The Art of Self-Regulation
Self regulation refers to how well we manage stress, how much energy we expend and how well we recover. — Founder and Science Director of the Self Regulation Institute
A Scottish environmentalist friend puts on her black ski salopettes as soon as she comes home from work. Why? So she doesn’t have to turn on the central heating. By adding a padded layer, she is keeping her body warm and doing her bit for climate change management, which makes her happy. In my friend’s case, having a warm and comfortable body leads to a calm, happy mind.
My friend's story is a feel-good anecdote that shines a light on the body and mind connection. Remember, the mind and body are not separate; what affects one, affects the other.
It is through the alignment of the body that I discovered the alignment of my mind, self and intelligence — B.K.S. Iyengar
You may feel this sense of “alignment” after practising yoga — like having all your ducks in a row or your house in order, it is a divine feeling. We need to keep coming back to our mats, however, in order to reconnect with that sense of balance. It is remarkable to know that this sense of order, peace, and tranquility can be found within. We only have to create the time and space for mindful movement and breathing to reconnect with this feeling.
We all experience low energy and low mood. Sometimes, this show up at certain times of the day; other times, we feel low all day. How on earth do you motivate yourself when you can’t be bothered to get up or don’t want face the world? When we feel overwhelmed, everything seems extraordinarily taxing. During these times, we even feel adversely affected, overloaded by things that are actually out of our control: world news, for instance. In this case, the best action to take is ACTION itself — and, more specifically, MOVEMENT.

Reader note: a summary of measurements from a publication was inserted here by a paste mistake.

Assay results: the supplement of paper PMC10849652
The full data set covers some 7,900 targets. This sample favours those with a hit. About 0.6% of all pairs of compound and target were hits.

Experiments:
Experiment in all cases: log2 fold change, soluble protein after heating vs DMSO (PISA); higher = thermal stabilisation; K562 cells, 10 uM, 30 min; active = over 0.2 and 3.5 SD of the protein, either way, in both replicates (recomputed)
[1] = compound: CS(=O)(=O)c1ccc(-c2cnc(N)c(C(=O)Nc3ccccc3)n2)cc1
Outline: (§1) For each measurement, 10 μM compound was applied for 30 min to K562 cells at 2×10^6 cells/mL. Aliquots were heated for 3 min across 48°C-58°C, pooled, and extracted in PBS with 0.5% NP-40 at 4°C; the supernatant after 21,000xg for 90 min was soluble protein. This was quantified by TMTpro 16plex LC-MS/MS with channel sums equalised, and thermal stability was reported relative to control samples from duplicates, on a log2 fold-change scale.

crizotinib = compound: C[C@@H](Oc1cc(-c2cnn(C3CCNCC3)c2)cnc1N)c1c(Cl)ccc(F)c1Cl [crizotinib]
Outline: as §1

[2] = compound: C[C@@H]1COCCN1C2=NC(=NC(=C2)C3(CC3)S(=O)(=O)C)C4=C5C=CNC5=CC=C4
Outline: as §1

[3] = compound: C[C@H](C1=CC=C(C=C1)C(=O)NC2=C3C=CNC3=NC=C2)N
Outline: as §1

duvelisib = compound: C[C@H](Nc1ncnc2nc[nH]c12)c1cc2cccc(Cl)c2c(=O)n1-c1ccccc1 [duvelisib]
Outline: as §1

Movement is rudimentary to life.
Even when it is hard to move, try to take small steps forward. Movement is rudimentary to life. Physical movement triggers changes throughout the body — to the circulatory system, immune system, digestive system, and metabolism, for example. Through movement, our bodies are able to carefully tune breathing, hormone activity, and detoxification (through perspiration or weight loss). Movement is medicine and can create change.
Yoga is movement, but it is more than that. If yoga were a tree, we could picture it as a tree with eight branches (or limbs). These eight limbs can be used to make a life feel more purposeful.
When you breathe and move with awareness, something changes mentally, even when you’ve not consciously trying to change thought or emotion. — Angela Wilson
How does yoga help us feel better? Here’s the science bit: Yoga improves the function of the vagus nerve.
Located just behind the throat, the vagus nerve is a powerful nerve bundle, which plays a key role controlling the nervous system. Also known as the “wandering nerve,” the vagus nerve extends into the tongue, vocal cords, heart, lungs, digestive system, and other major organs. By activating the vagus nerve (through asana and pranayama), yoga can be a powerful tool for self-regulation, breaking cycles of anxiety, stress, and panic.
Each time we step onto the yoga mat, our body-based experience is likely to be different, as is our state of mind This can depend on a variety of factors, such as emotional state, hormone levels, and energy levels.
By connecting breath, movement, and awareness, yoga helps to slow us down; to respond, rather than react. It can help us to pause before yelling at a loved one or engaging in a self-destructive behavior. Yoga can help us to stop our emotions from overpowering our intelligence; it can empower us with feeling in control of the direction of our life.
The practice of yoga asks us to tune into, and to work with, the mind and the body. (To practice a balancing posture like tree pose, you have to be in the moment, or you will fall over!) On a physical level, the practice can help us feel centered and grounded. On the level of the mind, yoga can help us to regulate our emotions and build self-compassion. As a mind-body practice, yoga provides a comprehensive toolbox of practices for self-regulation.
About The Author
Naomi Schogler is an experienced tutor for teenagers and a yoga teacher in Edinburgh. She teaches yoga to people in many different settings, including teens, refugees, and pregnant women. She absolutely loves the blissed out look on people’s faces at the end of a yoga practice.